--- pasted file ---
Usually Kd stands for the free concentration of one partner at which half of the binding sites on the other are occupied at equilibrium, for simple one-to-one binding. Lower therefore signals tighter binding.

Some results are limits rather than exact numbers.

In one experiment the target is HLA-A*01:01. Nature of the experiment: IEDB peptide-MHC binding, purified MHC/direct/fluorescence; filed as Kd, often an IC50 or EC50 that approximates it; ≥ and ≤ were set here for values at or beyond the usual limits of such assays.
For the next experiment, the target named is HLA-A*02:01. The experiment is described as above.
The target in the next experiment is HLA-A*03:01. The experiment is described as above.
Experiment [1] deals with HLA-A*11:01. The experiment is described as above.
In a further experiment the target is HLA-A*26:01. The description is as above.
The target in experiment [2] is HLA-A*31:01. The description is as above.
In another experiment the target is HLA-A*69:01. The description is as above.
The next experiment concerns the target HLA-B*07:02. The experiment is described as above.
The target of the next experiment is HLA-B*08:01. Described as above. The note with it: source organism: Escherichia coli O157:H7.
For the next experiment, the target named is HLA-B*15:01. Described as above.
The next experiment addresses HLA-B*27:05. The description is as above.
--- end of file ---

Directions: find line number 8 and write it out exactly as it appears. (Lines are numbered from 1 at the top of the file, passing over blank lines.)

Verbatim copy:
The target in experiment [2] is HLA-A*31:01. The description is as above.